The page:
Some enchanted evening, we’ll acknowledge Sth Pacific
Most Australians have a vague awareness of the countries of the Pacific. Given their significance to our national interest these countries should get a better run in our public discourse.
But when it comes to taking the pulse on awareness about the territories of the Pacific the result is a very flat line. Ask a friend what they know of the Commonwealth of the Northern Mariana Islands (CNMI) and I’ll guarantee you’ll be met with a blank stare and furrowed brow.
Yet the territories of the Pacific contain some important economic opportunities for Australia. They are also the world’s sovereignty laboratory.
Last week I led the first Australian political level visit to the CNMI. It was part of a quick sweep through Micronesia and the North Pacific. The choice to visit the CNMI is part of a more expansive view of the Pacific which includes the Pacific territories along with the nation states.
An island chain south of Japan, the CNMI is an unincorporated American territory acquired in the aftermath of WWII. Saipan, home to the largest population, was the scene of one of the bloodiest battles of WWII. It is thought more than 33,000 soldiers died, as well as thousands of civilians with many Japanese committing suicide at the Banzai Cliffs when hope of defending the island was gone. Another island, Tinian, was the airbase where the atomic bomb was loaded on the Enola Gay which made its fateful flight to Hiroshima.
Nowadays the CNMI is a tourist economy with great diving, weather and first class golf courses.
A more noteworthy economic prospect for Australia lies in another US territory, Guam, where one is struck by the similarities with Hawaii and North Queensland as communities whose economies are built on tourism and defence. With this similarity comes opportunity. Guam is preparing for the planned relocation of 20,000 people – marines and their families – from Okinawa. Australia has an expertise in tropical infrastructure and Guam needs that in spades.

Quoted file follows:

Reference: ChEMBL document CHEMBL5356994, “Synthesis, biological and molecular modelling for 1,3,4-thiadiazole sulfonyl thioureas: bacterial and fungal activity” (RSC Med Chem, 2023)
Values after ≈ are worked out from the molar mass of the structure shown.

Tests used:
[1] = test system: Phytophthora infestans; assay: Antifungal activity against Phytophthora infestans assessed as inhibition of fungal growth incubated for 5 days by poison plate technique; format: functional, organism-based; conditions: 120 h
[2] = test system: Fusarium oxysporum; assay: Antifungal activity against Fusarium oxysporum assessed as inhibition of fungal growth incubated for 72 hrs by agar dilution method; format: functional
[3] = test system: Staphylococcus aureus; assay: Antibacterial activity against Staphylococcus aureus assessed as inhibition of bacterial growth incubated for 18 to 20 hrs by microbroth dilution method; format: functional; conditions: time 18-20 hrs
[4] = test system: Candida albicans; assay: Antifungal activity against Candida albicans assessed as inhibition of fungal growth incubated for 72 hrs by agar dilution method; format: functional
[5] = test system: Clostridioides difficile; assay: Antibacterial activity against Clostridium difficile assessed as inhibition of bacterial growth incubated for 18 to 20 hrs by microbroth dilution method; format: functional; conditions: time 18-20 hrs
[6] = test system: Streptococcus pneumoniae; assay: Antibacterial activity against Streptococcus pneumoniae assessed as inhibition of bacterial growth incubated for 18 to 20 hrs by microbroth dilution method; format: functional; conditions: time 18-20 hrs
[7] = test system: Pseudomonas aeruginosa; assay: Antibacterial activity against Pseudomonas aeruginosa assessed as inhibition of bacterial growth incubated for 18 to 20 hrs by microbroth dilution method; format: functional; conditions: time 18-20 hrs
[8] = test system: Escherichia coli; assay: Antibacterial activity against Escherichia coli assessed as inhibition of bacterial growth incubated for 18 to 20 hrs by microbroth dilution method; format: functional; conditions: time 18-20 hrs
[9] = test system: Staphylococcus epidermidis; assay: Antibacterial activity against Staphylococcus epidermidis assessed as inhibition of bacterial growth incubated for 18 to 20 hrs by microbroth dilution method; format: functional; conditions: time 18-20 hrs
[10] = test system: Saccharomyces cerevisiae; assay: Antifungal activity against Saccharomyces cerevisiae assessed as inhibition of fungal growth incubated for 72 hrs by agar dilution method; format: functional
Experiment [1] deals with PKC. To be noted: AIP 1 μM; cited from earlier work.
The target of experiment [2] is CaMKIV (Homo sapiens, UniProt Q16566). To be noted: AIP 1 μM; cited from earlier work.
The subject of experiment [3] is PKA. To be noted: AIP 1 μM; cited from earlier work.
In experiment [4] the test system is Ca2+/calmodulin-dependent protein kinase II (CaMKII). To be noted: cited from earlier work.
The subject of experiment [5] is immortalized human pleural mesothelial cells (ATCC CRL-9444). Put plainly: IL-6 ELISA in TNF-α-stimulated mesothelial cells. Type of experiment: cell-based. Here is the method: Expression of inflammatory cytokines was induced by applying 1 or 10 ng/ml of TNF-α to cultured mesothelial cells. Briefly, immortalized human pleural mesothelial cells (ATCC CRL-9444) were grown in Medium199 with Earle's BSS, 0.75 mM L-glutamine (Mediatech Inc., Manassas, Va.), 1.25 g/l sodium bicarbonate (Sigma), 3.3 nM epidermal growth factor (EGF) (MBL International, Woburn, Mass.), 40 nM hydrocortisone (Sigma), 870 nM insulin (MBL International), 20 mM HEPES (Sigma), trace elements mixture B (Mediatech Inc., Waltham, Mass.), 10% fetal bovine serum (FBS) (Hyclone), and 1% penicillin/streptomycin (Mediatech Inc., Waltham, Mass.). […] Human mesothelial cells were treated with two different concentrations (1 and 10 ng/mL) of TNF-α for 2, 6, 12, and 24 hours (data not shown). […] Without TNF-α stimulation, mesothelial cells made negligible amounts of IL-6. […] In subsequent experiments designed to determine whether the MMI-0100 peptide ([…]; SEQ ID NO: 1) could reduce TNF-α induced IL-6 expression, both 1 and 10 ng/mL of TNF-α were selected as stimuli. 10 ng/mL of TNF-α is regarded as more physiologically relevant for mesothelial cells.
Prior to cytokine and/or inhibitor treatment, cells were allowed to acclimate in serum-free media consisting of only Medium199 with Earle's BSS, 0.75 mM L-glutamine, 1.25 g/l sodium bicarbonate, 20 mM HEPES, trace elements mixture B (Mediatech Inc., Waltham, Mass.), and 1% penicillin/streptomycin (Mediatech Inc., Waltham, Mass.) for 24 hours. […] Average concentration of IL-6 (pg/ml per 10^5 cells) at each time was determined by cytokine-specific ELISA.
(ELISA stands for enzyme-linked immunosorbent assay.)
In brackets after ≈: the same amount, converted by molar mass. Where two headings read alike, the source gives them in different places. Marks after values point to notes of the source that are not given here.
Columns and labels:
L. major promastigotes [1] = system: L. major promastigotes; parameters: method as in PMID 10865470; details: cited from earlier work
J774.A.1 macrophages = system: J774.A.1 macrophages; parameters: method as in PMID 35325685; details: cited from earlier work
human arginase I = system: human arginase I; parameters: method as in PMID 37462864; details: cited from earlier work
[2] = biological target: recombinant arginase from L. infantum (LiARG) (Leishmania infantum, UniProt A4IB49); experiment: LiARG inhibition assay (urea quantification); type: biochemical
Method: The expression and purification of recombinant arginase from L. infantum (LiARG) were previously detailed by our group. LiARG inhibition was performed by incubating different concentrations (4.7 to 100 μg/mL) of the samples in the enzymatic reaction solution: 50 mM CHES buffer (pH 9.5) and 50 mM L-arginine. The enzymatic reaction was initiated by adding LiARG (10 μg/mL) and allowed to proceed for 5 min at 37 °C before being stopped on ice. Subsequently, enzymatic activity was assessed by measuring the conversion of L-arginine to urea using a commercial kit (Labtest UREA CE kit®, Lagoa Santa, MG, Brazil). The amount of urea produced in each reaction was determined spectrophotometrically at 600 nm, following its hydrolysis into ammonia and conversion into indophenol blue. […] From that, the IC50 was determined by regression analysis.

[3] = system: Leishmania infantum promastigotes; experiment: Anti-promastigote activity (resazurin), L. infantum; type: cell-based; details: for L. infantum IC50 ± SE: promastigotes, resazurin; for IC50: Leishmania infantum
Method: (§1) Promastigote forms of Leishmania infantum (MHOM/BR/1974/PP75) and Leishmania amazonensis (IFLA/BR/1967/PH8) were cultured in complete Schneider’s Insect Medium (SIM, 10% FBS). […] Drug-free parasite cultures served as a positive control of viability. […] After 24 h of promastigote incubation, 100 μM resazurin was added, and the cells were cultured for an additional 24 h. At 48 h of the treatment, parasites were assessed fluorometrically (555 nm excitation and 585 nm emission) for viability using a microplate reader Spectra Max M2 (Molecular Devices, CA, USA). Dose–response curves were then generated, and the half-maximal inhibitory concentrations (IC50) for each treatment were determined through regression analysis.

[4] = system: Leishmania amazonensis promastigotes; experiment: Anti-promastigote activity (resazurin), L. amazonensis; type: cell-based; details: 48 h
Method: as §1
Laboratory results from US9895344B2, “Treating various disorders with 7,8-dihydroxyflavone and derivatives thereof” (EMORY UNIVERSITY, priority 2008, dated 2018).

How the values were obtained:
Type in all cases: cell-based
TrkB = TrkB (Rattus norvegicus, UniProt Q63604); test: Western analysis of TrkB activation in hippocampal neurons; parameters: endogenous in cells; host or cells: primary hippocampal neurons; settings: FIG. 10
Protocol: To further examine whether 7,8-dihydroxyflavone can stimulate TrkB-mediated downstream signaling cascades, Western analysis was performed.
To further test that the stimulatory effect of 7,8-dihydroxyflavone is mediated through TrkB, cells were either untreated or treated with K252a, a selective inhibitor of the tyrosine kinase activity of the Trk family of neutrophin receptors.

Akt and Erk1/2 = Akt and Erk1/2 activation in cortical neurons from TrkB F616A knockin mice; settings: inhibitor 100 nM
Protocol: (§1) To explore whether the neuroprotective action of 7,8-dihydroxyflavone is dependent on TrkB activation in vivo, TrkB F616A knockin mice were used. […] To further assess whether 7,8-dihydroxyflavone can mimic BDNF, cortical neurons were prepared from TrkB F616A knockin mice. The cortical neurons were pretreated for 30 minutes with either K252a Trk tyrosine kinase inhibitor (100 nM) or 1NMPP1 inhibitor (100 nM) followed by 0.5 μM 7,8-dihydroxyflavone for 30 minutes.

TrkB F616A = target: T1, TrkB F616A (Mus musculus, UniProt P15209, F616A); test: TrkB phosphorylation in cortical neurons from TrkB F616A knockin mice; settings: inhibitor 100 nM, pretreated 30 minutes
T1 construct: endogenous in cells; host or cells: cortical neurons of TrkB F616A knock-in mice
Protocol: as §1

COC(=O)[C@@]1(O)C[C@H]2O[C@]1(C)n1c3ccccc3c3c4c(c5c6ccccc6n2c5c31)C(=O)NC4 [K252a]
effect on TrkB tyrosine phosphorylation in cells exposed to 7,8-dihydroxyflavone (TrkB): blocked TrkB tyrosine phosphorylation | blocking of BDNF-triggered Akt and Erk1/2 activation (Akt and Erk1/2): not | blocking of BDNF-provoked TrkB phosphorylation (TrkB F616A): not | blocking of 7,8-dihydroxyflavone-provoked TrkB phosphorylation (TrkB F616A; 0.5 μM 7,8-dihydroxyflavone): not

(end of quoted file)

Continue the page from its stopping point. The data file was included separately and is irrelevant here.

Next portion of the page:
Extending our horizons to include the Pacific territories is important in another way because the communities of the Pacific represent a sovereignty spectrum.
At one end are fully independent countries like Tonga and Samoa.
The Freely Associated States – Palau, the Federated States of Micronesia, and the Marshall Islands – offer a different model. Whilst independent states and members of the United Nations in their own right, the Freely Associated States have compact agreements with the US which involves services and money being provided by the US. They cede their defence function while their citizens participate in the US armed forces. They may also work in the US.
At the other end is Hawaii, a fully fledged part of the US with all the same rights and obligations as a citizen of California or New York
Along the way the likes of the Cook Islands, the CNMI, New Caledonia and Norfolk Island all occupy their particular place on the spectrum.
Within this spectrum entities are moving. New Caledonia and Bougainville are both going through formal autonomy processes which will lead to referenda on autonomy within the next few years. Yet this does not necessarily mean that independence will be the outcome. Debate and discussion is ensuing in both places with all the models on the table about what best suits the territories and their mother countries. Other places, both territories and countries, have their thinking caps on as well.
Whereas in previous times the debate has been a simple one of independence or not, now it is far more textured as communities explore the full range of relationships which could exist.
That the Pacific has become the test bed for sovereignty is hardly surprising. The isolation of these communities on small islands in a vast ocean lends itself to people with an identity and a desire for self determination. At the same time the maintenance of the apparatus of a 21st century independent nation state is difficult to bear for a small population.
There is much to play out with the Pacific’s sovereignty spectrum in the coming years. Along with the domestic considerations of each community, the provision of aid, the maintenance of regional security and regional international institutions all have dimensions which affect the sovereignty spectrum.
And we ought not assume that movement on the sovereignty spectrum will only be in one direction. As one of the developed countries with the largest interest and interests in the Pacific it is inevitable that this will have significant foreign policy implications for Australia.
In the meantime Australia will continue to build relationships with and learn more about the CNMI and the territories of the Pacific. They are new places for us to explore and they have much to offer.
Read all about it
Up to the minute Twitter chatter
The latest and greatest
Good morning Punchers. After four years of excellent fun and great conversation, this is the final post…
I have had some close calls, one that involved what looked to me like an AK47 pointed my way, followed…
In a world in which there are still people who subscribe to the vile notion that certain victims of sexual…